Something even non-believers can believe in

This week: the secret of success, the value of writing, and the music of silence.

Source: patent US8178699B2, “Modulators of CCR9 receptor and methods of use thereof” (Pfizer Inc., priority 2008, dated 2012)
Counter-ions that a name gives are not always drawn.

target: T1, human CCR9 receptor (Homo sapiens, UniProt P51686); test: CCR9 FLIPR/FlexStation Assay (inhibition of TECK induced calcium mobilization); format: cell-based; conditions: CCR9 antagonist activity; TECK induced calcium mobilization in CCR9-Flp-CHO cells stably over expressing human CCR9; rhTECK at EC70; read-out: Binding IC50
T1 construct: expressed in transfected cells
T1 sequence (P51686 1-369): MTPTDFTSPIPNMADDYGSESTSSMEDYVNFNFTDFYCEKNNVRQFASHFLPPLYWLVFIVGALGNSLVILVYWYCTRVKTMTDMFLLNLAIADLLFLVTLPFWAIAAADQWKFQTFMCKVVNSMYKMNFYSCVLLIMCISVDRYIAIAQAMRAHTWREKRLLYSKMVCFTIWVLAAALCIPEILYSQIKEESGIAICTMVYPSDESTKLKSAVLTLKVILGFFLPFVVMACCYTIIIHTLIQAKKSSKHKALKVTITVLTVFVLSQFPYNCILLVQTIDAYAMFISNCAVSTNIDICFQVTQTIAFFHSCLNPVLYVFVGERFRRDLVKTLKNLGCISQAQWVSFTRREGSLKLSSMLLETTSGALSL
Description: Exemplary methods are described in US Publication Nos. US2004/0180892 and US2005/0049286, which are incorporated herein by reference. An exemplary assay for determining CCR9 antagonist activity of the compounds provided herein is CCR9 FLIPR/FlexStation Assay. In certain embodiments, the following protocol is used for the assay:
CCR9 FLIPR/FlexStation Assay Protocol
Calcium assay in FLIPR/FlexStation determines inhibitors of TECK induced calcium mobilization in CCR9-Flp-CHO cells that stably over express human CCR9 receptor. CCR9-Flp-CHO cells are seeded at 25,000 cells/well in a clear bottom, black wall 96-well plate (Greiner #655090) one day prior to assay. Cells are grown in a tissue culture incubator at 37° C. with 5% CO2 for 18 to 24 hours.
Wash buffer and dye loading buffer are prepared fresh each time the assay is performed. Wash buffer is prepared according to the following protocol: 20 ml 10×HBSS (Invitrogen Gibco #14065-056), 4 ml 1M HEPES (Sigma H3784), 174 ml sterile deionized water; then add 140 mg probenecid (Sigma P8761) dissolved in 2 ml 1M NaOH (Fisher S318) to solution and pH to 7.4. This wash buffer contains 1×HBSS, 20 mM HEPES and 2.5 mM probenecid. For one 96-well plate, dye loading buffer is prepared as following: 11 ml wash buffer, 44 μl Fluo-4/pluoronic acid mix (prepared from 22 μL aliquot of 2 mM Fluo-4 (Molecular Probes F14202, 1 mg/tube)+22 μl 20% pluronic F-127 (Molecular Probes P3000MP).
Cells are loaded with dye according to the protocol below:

Donald Trump’s victory in 2016 can seem inevitable now; in reality it was a lucky shot, and this time the odds against him winning are stacked even higher. Biden has a big and consistent lead, much bigger than Clinton’s lead at this time in 2016. He is leading in the midwest states Clinton lost but it’s not clear he even needs them, because he’s doing well all over the map, even in Texas and Georgia. Trump is doing badly on what will probably be the core issue of the election, his management of the virus, and the economic collapse has at least neutralised what was his key electoral strength. Many still can’t believe Trump is likely to lose, because his victory last time came as such a shock, including to me (oh Jesus, that night). But while we should learn from our mistakes we shouldn’t over-learn from them, and I think he’s probably on his way. If so, will things then revert to normal? Will US politics become sane again? Will America revert to being a trusted global ally? You know what, I think quite possibly yes. I realise that sounds naive. The degeneration of America’s democracy predates Trump; global power continues to shift eastwards; populists everywhere continue to thrive. A Biden presidency won’t shift those longterm trends and Biden himself is not an inspirational figure. But don’t underestimate how cathartic it will be for the world if Trump goes, or just how much difference Biden can make simply by appointing grown-ups to key jobs, restoring basics of good governance, and not doing stupid shit. Never has the bar been set so low for an incoming president. Here in the UK, I underestimated how quickly a reasonably competent Labour leader would transform Labour’s chances of electoral recovery and how good it would feel just to have a functioning opposition again. I think that’s what a Biden presidency will feel like, multiplied.